Municipal Water Usage Bill Signed into Law

State Assemblyman Steve Otis and State Senator Shelley Mayer today announced that Governor Cuomo has signed their legislation to simplify the process by which municipalities can access customer water usage data from private water companies for the purpose of helping fund clean water infrastructure projects. The legislation was requested by 14 Westchester local governments to assist them in obtaining water use information and help them lower the cost to taxpayers.

Assemblyman Otis stated, “This home rule request will allow these municipalities to access the information they need to better tackle some of their clean water infrastructure obligations and reduce the cost to property taxpayers. With the help of Governor Cuomo we now have another tool to assist local governments in managing infrastructure needs.”

“With the signing of this bill, these cities and towns will have another tool to meet local infrastructure needs in a fair and equitable manner,” said State Senator Shelly Mayer (D-37). “I was pleased to ensure these municipalities can now obtain the necessary information to determine water usage in their communities.”

Without this legislation the ability of local governments to access usage data was limited to seeking Public Service Commission approval for the private water company to utilize the data on behalf of the municipality in charging fees for water infrastructure costs. That process was cumbersome and made it difficult for municipalities to evaluate usage and other such data as needed in order to make decisions about water infrastructure projects and service. The municipalities affected by this legislation (A.11118-C/S.8999-B) specifically requested the measure in order to obtain and use this data.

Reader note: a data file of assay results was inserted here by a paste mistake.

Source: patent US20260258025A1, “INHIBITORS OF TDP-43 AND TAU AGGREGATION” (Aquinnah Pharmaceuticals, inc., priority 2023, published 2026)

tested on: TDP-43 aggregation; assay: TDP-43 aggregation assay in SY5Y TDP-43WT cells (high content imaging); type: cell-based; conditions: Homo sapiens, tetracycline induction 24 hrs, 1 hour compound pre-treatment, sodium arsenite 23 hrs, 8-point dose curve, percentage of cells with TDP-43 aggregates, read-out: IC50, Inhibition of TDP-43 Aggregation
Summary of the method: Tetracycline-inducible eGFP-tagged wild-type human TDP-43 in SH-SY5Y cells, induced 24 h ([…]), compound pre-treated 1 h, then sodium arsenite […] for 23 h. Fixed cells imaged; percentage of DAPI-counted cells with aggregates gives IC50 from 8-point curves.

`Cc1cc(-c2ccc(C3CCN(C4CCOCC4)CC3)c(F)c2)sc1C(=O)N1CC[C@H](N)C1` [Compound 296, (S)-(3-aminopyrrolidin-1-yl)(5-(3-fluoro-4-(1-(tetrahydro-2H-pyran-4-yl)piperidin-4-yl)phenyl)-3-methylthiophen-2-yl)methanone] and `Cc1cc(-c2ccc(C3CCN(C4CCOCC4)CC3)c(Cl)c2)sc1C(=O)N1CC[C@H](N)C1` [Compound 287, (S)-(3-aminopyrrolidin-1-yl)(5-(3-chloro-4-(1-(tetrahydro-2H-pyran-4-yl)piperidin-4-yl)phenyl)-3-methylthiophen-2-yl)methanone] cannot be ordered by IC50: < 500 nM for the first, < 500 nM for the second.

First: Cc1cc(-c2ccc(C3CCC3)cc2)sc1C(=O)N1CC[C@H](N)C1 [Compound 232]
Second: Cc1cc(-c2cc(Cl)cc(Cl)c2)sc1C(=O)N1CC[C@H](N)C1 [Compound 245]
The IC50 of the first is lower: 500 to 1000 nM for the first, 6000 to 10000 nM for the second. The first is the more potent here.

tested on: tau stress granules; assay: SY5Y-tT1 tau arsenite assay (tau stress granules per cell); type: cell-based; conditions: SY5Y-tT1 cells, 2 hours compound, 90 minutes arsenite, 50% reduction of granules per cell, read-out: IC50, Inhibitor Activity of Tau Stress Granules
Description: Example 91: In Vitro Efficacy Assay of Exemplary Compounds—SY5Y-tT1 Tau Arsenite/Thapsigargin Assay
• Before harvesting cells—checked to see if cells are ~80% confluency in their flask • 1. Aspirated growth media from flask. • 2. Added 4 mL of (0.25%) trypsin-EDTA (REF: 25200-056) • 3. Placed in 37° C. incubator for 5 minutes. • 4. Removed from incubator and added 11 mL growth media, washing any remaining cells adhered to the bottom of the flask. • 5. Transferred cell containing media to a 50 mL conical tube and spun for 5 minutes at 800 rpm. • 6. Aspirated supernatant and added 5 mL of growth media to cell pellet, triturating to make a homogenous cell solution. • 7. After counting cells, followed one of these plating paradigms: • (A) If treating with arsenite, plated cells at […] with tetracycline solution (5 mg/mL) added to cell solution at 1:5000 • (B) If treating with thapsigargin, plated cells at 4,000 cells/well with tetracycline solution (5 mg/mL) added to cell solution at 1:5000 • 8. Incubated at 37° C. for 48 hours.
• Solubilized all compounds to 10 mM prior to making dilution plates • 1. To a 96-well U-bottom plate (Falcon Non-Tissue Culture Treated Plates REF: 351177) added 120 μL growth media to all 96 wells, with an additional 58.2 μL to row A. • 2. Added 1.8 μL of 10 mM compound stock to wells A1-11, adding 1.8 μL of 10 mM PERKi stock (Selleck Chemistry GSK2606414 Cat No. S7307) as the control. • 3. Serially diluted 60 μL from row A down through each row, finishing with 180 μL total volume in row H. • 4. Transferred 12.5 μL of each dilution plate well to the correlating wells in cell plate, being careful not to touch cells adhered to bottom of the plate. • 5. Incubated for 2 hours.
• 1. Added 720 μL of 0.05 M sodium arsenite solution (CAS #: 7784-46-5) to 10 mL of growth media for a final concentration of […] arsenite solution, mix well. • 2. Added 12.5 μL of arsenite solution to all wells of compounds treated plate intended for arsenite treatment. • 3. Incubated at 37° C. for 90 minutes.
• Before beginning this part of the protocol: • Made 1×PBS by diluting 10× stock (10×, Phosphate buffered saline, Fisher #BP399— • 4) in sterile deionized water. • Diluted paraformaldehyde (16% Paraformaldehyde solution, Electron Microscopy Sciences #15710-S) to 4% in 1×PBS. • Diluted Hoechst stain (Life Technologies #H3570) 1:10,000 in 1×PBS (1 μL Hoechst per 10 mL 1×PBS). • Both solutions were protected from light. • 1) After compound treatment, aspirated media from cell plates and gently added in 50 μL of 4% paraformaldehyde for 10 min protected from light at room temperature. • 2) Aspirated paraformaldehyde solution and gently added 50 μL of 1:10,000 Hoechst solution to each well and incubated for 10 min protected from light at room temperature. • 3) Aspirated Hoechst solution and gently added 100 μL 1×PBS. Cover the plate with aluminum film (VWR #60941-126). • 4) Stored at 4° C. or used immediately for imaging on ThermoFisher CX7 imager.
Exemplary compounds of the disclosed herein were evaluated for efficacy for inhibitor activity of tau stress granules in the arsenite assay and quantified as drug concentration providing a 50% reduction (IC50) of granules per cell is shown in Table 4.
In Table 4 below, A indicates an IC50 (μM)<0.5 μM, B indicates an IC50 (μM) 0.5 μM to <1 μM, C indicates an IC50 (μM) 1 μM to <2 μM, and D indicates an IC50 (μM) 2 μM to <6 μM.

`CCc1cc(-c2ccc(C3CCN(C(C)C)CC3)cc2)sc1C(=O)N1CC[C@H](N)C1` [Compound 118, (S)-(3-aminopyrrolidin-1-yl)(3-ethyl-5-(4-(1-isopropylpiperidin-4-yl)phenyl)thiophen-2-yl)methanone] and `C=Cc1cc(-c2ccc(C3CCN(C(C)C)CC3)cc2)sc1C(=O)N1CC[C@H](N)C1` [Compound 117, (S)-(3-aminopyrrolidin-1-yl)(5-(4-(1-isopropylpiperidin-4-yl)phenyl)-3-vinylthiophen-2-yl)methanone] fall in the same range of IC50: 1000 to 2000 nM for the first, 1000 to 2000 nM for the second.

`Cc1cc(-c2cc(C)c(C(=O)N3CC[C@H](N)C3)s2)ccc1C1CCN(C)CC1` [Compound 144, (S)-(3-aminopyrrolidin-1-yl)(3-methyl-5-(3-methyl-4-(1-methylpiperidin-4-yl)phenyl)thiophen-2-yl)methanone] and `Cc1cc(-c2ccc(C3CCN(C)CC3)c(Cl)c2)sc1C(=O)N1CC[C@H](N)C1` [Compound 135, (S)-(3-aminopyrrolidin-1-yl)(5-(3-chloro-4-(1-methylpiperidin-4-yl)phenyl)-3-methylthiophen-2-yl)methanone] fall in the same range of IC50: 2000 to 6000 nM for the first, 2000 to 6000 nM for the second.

The local governments included in this legislation are the cities of New Rochelle and Rye; the towns of Eastchester, Greenburgh, and Mount Pleasant; and the villages of Ardsley, Bronxville, Dobbs Ferry, Hastings-on-Hudson, Pelham, Pelham Manor, Port Chester, Rye Brook, and Tuckahoe.

Clean water is essential to public health and quality of life for all residents of New York. Many municipalities have aging water infrastructure, including sanitary sewer infrastructure, which is in dire need of repair and improvement. Certain recent federal and state enforcement actions have further accelerated the need for these improvements, and some municipalities lack the funds to undergo these types of projects. This bill would provide another tool for these municipalities to raise funds for these essential projects, while providing for adequate privacy protections for customers of private water companies.

This legislation builds on other initiatives such as the Water Infrastructure Improvement Act of 2015 and the Governor’s $2.5 billion comprehensive clean water program enacted in 2017. Those programs include funding for municipalities to help fund clean water projects through state grants, which was initiated in 2015 by Assemblyman Otis and Senator Mayer, when she was in the Assembly. Since 2015 that program has provided over $500 million in grants to over 300 communities including $20 million in grants for Westchester projects in 2017.